Subhadra is a character from Mahabharata who is the sister of Lord Krishna and Balarama. She was suggested as bride to Duryadhona by Balarama but Krishna wanted her to choose Arjuna. Being unsure that she would choose Arjuna, Lord Krishna urges Arjuna to kidnap her. Balarama though annoyed initially , later agrees and the marriage is conducted, as per the legend.


Subhadra, half sister of Lord Krishna driving away in a chariot with Arjuna,lithograph, India.

By Original uploader was Sridhar1000 at te.wikipedia – Transferred from te.wikipedia; transfer was stated to be made by User:Fatbuu., Public Domain,

The Kurukshetra war is a part of the Indian epic Mahabharata, between  two groups who are cousins, the Pandavas and the Kauravas over agame of dice, for the throne of Hastinapura. They belonged to the Kuru clan. The war is said  to have lasted for eighteen days. The Mahabharata is dated to probably  around 3000 BC. The use of the chariot is evident from the art works created about the war. Lord Krishna was the charioteer to Arjuna; the Bhagavadgita being the advice given to him on the battlefield.


Painting depicting the Kurukshetra war from the Mahabharata. Arjuna who is one of the Pandavas is in the chariot behind Krishna facing Karna, commander of the Kaurava army, painting from Kashmir or  Himachal Pradesh, India.

By Artist/maker unknown, India, Himachal Pradesh or Jammu and Kashmir –, Public Domain,


Bundi or Kota opaque watercolour and gold on paper painting, depicting the battle scene between Arjuna and Karna from the Mahabharata, 18th century, Rajasthan, India.

By Indian, Rajasthani, about 1740 –, Public Domain,

Dronacharya or Guru Drona was teacher to the Kauravas and Pandavas; son of sage Bharadwaja who trained them in advanced military arts. His favourite pupil was Arjuna, who was most dedicated and talented; to him he taught the use of special astras or weapons.


Illustration from a book ,Dronacharya riding in a chariot, scene from the Mahabharata, India.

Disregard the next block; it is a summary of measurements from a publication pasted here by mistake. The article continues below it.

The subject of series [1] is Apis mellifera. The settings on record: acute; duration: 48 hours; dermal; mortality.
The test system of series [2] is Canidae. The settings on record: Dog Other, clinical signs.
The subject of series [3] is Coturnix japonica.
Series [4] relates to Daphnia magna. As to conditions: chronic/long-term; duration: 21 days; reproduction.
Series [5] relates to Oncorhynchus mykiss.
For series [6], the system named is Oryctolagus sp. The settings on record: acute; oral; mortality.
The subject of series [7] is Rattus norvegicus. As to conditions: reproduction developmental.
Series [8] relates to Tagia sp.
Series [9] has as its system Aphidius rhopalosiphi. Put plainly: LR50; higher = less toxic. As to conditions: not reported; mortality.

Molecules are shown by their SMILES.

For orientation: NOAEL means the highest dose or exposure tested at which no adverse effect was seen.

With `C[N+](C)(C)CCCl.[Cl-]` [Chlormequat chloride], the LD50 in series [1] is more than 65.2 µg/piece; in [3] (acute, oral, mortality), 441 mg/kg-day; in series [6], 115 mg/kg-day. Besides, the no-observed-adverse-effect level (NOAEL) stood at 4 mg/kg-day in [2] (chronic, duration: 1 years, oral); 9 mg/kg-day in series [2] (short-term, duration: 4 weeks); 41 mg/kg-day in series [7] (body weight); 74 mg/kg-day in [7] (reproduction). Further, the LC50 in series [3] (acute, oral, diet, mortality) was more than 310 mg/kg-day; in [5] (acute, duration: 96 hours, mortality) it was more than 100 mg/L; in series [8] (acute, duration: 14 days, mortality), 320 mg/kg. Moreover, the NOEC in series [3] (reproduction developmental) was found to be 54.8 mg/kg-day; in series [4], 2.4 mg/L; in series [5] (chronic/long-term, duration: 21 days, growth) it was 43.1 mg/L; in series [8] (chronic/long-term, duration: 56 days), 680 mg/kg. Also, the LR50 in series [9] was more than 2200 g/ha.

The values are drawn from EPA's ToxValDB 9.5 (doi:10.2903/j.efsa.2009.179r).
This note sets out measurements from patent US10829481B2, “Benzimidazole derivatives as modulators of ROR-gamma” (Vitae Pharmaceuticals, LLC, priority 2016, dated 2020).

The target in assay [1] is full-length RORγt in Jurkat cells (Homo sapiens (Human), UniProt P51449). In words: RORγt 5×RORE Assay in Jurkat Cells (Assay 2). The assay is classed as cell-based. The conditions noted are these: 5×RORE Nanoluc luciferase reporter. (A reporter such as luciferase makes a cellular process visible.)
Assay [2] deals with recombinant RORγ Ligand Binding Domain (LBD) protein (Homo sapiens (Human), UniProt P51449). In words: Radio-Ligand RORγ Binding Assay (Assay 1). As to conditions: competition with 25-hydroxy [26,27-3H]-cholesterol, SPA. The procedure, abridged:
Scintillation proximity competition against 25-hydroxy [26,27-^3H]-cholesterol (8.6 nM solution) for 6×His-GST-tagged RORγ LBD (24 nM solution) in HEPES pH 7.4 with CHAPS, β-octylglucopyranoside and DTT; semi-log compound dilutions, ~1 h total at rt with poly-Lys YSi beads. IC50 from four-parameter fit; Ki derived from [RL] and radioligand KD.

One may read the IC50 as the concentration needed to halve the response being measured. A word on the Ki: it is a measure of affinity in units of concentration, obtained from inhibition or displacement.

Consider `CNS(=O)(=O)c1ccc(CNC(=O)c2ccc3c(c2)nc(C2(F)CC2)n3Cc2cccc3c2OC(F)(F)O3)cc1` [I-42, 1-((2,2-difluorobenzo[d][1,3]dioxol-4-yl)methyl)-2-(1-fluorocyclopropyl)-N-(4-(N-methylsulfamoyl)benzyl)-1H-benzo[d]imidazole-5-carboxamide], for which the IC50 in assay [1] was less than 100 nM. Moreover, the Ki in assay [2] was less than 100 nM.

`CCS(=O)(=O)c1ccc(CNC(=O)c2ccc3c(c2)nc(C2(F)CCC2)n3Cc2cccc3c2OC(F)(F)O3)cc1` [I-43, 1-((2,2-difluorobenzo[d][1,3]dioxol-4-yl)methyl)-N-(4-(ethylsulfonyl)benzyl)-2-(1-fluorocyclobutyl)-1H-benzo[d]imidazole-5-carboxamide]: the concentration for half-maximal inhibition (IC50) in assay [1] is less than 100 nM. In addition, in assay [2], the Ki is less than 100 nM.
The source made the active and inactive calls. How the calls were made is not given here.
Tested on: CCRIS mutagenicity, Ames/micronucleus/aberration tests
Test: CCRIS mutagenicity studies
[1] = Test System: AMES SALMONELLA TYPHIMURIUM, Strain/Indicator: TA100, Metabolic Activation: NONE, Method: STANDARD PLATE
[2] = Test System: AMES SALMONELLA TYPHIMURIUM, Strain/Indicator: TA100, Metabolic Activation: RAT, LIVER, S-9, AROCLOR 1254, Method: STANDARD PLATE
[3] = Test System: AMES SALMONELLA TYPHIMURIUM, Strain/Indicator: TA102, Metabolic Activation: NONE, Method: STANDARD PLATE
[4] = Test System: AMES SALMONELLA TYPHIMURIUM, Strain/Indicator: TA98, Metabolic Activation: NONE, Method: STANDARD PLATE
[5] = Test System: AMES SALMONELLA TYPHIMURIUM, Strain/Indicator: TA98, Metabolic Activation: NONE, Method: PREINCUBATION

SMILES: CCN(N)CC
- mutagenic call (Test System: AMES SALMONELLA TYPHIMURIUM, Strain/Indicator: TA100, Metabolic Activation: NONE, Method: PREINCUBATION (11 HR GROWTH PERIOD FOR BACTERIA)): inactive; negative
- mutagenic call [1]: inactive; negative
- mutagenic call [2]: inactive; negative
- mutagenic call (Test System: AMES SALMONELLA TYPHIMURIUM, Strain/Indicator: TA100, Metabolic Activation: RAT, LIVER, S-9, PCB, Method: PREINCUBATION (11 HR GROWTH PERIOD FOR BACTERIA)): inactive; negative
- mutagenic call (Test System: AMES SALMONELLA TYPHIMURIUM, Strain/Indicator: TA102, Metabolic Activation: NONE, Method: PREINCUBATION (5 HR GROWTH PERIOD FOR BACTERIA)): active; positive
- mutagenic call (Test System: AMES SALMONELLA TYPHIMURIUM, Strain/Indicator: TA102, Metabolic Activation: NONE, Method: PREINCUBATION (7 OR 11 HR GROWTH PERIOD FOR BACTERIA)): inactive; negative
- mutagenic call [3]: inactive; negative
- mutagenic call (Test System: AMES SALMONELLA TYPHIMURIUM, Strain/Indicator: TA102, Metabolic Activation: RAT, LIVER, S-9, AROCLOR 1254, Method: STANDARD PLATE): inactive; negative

By Ramanarayanadatta Sastri –, Public Domain,


Illustration from a manuscript of the Kurukshetra war from the Mahabharata, probably 18th century, India.

Public Domain,


Gods look down upon the battle of Kurukshetra between the Pandavas and Kauravas, painting,16th century, India.

By Unknown –, Public Domain,

The Ramayana, a great epic of India written by Sage Valmiki which narrates the life of Lord Rama. The epic is divided into seven books called kandas. The characters of Rama, Sita, Lakhman, Bharata, Hanuman and Ravana are central to the story. There are versions of Ramayana in countries like Thailand, Malaysia, Nepal, Sri Lanka, Indonesia and also Buddhist and Jaina adaptations.


Hanuman , scene from the Ramakien(Thai Ramayana) depicted on a mural at Wat Phra Kaew, Temple of the Emerald Buddha, 1800, Thailand, Bangkok.

By Jpatokal – Own work, Public Domain,

The Rigvedic Gods Surya and Agni ride in chariots. Chariots have been depicted and documented not only in literature but alos on stupas; example as in Sanchi stupa in Madhya Pradesh. Chariots used by the Magadha king Ajatashatru had blades extending horizontally from each end of the axle during 475 B.C . Chariots were called ratha in India and can be seen in paintings and temples across India.

As mentioned ratha or chariots were of different types; the sangramik ratha for wars,deva ratha for the Gods, the Karni ratha for queens, the Vainayik ratha for training, the pushya ratha for royal processions and the kreeda ratha for races and competitions.

The temple at Konark; the sun temple or Surya Deul was built by the Eastern Ganga dynasty by King Narasimhadeva I in the thirteenth century. The entire temple complex is in the shape of a chariot  of the sun God Surya, having 24 carved wheels, being pulled by seven horses. The temple is known for its exquisite carvings.


Sun temple at Konark, in the form of a chariot, Odisha, India

By Anshika42 – Own work, CC BY-SA 3.0,


One of the wheels of the Sun temple, Konark, Odisha

By Asitmonty, CC0,

The Cholas have built great temples like the ones at Thanjavur, Gangaikonda, Cholapuram and Darasuram between the 10th and 12th centuries. Darasuram near Kumbakonam at Thanjavur district of Tamil Nadu has the Airavateswarara temple built by Rajaraja Chola II. As per legend Indra’s elephant Airavata worshipped Lord Shiva at this temple. Yama is also said to  have worshipped the deity Airavateswarar who cured him of a curse of a sage. The temple is rich in art; the main mandapa is called Raja Gambira as the elephant draws the chariot. Other beautiful carvings include a  ceiling carving of Shiva and Parvathi inside an open lotus and dance postures of Bharatanatyam.